Vizio used CES as the platform to debut the third revision to its PC lineup, which currently consists mostly of ultrabooks and all-in-ones. The first revision was the initial launch last summer, while the second revision brought touchpad updates (replacing the godawful Sentelic pads with better Synaptics units) and Windows 8. This third revision brings touchscreens and quad-core CPUs across the board to all Vizio systems, regardless of notebook or all-in-one. 

Vizio’s notebook lineup is presently structured with a Thin+Light and a Notebook; the former is available in two form factors (14” 900p and 15.6” 1080p) with Intel’s ULV processors, solid state storage, and integrated graphics, while the Notebook is 15.6” 1080p with quad-core IVB processors, Nvidia’s GT 640M LE graphics, and a 1TB hard drive paired with a 32GB caching drive. Across the board, we see IPS display panels, fully aluminum chassis, and uniform industrial design. 

The new Thin+Light Touch again come in 14” and 15” models, with either AMD A10 or Ivy Bridge i7 quads exclusively, with AMD dedicated graphics available with the AMD model. The dual-core and ULV parts are gone, and with nary a mention of the CN15 Notebook, it would appear that it has been killed off because of too much overlap with the Thin+Light Touch. Both quad-core CPUs and dedicated GPUs are available in the latter, so you’re not losing much, though that means there is no longer an Intel quad + dGPU config on offer.

As can probably be surmised from the name, the Thin+Light Touch is available exclusively with a capacitive multitouch display. This adds a bit of thickness and weight to the chassis, but the 15.6” model is still 4 pounds (from 3.89lbs before) so it’s not a huge amount. Other improvements include a much more structurally sound palmrest and interior, which results in significantly less flex in both the body as well as the keyboard. This is likely the most significant of the chassis-level upgrades, and fixes the last major flaw from the second revision notebooks. Battery capacity has been “nearly doubled” which indicates capacity should be close to 100Wh (the previous Thin+Light was 57.5Wh) with the hope of substantially improving battery life.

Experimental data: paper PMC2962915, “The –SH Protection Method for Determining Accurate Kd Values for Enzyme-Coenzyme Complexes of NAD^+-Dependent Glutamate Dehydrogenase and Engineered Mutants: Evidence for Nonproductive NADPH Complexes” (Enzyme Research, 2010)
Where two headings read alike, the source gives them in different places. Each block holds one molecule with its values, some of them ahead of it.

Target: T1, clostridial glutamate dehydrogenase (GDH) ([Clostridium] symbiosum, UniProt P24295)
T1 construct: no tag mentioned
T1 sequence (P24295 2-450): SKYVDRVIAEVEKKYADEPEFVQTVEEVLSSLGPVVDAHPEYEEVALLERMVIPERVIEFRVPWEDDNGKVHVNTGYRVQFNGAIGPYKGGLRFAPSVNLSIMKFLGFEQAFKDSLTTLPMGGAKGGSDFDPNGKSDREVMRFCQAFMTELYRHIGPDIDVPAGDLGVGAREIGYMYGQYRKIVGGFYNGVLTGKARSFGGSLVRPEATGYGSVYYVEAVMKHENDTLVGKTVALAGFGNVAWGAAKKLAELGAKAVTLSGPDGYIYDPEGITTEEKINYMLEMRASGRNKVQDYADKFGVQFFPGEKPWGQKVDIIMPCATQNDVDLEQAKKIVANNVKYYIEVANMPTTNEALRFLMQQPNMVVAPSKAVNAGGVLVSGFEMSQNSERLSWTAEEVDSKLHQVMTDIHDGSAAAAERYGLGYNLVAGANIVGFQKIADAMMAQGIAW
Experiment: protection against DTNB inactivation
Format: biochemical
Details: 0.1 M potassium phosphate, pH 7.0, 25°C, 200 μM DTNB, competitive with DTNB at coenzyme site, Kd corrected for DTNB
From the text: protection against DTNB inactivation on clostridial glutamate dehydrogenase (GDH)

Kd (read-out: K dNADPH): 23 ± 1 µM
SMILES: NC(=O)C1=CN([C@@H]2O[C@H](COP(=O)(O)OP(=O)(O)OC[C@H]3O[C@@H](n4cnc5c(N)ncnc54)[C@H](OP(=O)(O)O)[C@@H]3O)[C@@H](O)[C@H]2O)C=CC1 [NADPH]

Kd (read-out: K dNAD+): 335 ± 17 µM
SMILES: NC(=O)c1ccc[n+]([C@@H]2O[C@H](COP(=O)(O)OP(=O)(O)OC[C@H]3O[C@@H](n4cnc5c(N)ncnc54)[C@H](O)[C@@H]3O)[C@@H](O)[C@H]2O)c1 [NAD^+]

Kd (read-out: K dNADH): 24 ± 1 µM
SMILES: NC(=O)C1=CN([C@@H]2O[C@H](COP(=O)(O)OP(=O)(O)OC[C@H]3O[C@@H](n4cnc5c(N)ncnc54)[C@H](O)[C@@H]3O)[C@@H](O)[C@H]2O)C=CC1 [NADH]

Gallery: Vizio Laptops

It seems like a pretty targeted generational update, with all of the pain points from the first two notebooks fixed. I think I’d still like to see some improvements in terms of ports on offer (2xUSB and no SD slot just isn’t enough), but the gorgeous IPS display and nice industrial design make up for any remaining flaws. Price points are expected to be similar to the previous Thin+Light, and availability is expected to be in the early spring timeframe. 

Vizio also had its All-in-One Touch series desktops at their suite in the Wynn, though these are not new products. Vizio updated the AIO series with touchscreen displays and Synaptics touchpads at the Windows 8 launch, and simply brought those to Las Vegas to complement their new notebook, tablet, and HDTV products on the show floor.

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  • A5 - Tuesday, January 15, 2013 - link

    Yeah the 14" with an A10 is sounding pretty good, honestly. Reply
  • Netscorer - Thursday, January 17, 2013 - link

    I had first generation of Visio Thin+Light 14'' to evaluate over summer. The biggest problems were touchpad, keyboard and pathetic battery life. Seems that Visio has fixed all these issues. Otherwise it was a great ultrabook, unheard of $600 price tag, very stylish. I am actually impressed at the speed that they release new versions. The questions for now are how much and what is the availability of the third gen?

    For the fourth revision, I would like Visio to borrow from Lenovo Yoga design for display hinges as touchscreens on ultrabooks go to waste in a regular laptop configuration but is extremely useful when bent into presentation or tablet mode.
    Reply
  • kartheekpathuri - Monday, February 25, 2013 - link

    Do we have an estimate on the availability of these machines? Reply

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